If you suffer from Accidental Bowel Leakage, you are not alone.
Accidental Bowel Leakage (ABL), medically termed bowel or fecal incontinence, is the uncontrolled leakage of stool from the rectum. Contrary to popular belief, ABL is not just a problem for the elderly; men and women of all ages are affected. In fact, studies show that 19% of women over the age of 45 experience ABL.1 Additionally, for men over the age of 50, studies indicate that the prevalence of ABL ranges from 8% to 18% and increases with age.2 A majority of ABL sufferers report a severe quality of life disruption, yet only a small number of those affected (approximately one in 10) have obtained a clinical diagnosis from a health care professional.3
Living with ABL
ABL can be hard to manage and many find it difficult to predict when and where the next episode will occur. ABL episodes can happen daily, weekly or less often depending on the person and the severity of his/her condition. Not all people experience ABL routinely and some may not even be aware when an episode of leakage occurs.
How the Body Works
Bowel control is maintained by a combination of strong pelvic floor muscles and functioning nerves. The sphincters need to remain contracted to keep stool in the rectum. The pelvic nerves give the sensation of urge and control emptying of the rectum. When any of these parts are damaged, weakened, or disrupted, ABL may occur.
Causes of ABL
There are several common causes of ABL.
Childbirth is a leading cause of ABL. Women who have experienced a difficult vaginal delivery may have weakened or damaged muscles that can result in less bowel control.
Those suffering from diarrhea and diarrhea-related conditions, such as Irritable Bowel Syndrome (IBS) and Crohn’s Disease, have a high risk of developing ABL as loose/liquid stools are more likely to leak from the rectum.
In patients with neurological conditions, the nerves that control the anal sphincter may be damaged, increasing their risk of developing ABL.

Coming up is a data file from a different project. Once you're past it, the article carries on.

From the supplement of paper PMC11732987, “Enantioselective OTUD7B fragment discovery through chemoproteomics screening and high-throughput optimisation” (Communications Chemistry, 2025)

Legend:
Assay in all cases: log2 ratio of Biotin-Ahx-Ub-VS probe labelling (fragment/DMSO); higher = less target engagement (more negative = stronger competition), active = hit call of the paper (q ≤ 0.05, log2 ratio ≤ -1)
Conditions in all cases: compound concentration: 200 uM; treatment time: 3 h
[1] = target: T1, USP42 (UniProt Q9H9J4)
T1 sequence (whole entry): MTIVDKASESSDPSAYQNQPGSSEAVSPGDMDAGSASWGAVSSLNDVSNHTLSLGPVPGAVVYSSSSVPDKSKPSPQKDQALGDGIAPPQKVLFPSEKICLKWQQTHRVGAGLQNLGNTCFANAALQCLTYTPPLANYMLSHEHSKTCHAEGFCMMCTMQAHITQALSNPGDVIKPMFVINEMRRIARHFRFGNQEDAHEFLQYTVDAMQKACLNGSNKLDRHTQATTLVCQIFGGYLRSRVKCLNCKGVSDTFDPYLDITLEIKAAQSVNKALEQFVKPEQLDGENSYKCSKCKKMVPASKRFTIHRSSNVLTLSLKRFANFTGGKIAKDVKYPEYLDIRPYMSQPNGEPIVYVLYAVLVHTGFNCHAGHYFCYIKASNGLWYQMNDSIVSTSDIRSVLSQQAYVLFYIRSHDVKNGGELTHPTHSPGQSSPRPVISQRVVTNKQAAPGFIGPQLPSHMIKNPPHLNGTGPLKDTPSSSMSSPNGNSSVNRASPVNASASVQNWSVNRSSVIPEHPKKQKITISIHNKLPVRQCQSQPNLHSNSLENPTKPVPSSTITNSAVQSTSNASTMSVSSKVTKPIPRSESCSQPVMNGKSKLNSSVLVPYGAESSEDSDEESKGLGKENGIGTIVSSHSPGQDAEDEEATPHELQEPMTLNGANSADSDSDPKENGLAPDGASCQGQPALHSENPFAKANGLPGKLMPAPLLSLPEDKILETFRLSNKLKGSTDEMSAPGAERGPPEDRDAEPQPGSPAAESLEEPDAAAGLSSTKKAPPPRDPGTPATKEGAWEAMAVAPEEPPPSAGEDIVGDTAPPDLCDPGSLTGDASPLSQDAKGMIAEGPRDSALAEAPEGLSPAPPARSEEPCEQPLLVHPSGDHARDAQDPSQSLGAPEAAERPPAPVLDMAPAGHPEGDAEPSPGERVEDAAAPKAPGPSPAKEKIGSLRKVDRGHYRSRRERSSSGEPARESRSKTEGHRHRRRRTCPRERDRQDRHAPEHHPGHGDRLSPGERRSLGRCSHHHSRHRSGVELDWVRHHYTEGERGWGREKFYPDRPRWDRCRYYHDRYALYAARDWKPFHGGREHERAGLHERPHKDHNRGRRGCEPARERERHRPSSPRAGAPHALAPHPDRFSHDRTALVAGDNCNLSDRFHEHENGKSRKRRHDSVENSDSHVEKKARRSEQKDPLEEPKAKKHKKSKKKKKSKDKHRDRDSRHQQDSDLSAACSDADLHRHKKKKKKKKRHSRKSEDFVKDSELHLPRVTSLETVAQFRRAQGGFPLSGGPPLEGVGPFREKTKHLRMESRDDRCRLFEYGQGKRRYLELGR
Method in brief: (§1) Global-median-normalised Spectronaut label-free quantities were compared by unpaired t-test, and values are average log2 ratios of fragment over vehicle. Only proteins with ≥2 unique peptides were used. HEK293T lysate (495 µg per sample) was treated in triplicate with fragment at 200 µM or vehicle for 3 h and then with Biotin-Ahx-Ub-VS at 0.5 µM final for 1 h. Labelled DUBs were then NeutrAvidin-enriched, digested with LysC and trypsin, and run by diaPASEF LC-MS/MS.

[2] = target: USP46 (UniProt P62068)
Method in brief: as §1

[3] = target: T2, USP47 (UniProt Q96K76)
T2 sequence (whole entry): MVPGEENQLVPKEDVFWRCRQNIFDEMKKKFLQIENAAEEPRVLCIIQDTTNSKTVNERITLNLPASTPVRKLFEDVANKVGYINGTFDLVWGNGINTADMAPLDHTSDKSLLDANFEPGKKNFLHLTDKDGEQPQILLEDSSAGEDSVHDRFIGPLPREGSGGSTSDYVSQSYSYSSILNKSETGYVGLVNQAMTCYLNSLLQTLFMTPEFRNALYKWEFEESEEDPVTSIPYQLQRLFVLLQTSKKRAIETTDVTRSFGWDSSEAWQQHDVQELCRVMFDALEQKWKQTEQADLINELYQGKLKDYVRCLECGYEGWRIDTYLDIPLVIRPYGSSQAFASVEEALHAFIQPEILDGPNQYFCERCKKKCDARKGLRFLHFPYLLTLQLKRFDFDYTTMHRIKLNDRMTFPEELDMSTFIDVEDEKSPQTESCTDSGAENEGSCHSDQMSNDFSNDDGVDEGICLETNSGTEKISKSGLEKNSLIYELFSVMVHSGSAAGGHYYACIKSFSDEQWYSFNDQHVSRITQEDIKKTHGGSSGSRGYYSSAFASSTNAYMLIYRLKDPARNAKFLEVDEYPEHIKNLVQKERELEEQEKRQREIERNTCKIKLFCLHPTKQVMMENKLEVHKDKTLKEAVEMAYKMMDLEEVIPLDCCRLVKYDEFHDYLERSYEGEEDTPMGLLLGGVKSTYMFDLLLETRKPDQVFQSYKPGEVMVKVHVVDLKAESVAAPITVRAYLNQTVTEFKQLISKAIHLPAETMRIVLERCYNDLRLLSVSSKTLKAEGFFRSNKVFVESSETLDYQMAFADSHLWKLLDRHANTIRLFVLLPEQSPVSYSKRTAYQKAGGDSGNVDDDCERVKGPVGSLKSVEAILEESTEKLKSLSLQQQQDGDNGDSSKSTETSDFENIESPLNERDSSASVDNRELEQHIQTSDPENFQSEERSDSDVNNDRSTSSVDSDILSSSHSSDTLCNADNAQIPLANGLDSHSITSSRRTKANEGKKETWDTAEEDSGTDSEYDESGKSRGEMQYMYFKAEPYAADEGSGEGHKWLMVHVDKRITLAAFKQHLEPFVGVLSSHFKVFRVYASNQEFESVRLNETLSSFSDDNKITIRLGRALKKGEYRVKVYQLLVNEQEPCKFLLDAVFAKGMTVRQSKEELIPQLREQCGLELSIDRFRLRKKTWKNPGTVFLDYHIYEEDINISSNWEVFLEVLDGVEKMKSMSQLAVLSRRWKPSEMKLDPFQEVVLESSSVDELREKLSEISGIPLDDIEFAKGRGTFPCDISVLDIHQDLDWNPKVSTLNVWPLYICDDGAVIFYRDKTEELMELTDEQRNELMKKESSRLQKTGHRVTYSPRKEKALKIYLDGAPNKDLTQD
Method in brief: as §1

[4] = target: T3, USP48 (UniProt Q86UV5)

Prior operations of the rectum or anus, such as removal of hemorrhoids, can result in ABL.
Radiation therapy for the treatment of certain cancers such as prostate, rectal, uterine, and cervical cancer can cause weakness in the pelvic muscles and/or nerves that control these muscles, leading to ABL.
Treatment and Management Options
High fiber diets increase the bulk of the stool and can help manage ABL. Exercises and biofeedback can strengthen weakened pelvic floor muscles. Antidiarrheal medication can help treat ABL by hardening the stool, reducing diarrhea and the leakage of liquid stools.
Disposable pads used for urinary incontinence or feminine hygiene can be used to manage Accidental Bowel Leakage (ABL), but they may not be properly sized and fitted to contain anal leakage. There are incontinence pads or diapers that contain bowel leakage more effectively, but some people may find them excessively bulky.
Rectal irrigation systems may help to empty the rectum. An empty rectum may allow for more time between bowel leakage episodes.
There are pelvic floor and anal sphincter exercises with biofeedback that may help some patients. Tibial nerve stimulation has also been used to manage bowel incontinence. It is also possible to alter stool consistency through modification of diet and medication.
More invasive options include sphincter bulking agents, sacral nerve stimulation, radiofrequency energy sphincter reformation, implantable artificial bowel sphincters, and anal sphincter surgical procedures.
Please consult your doctor to assess how appropriate any of these options may be to your situation.
1 Brown et al. (2012), Accidental bowel leakage in the mature women’s health study: prevalence and predictors. International Journal of Clinical Practice, 66: 1101–1108.
2 Rosebud et al. (1999), Prevalence of combined fecal and urinary incontinence: a community-based study. Journal of the American Geriatrics Society, 47: 837-841.
3 Nielsen Mature Women’s Health Survey commissioned by Renew Medical Inc.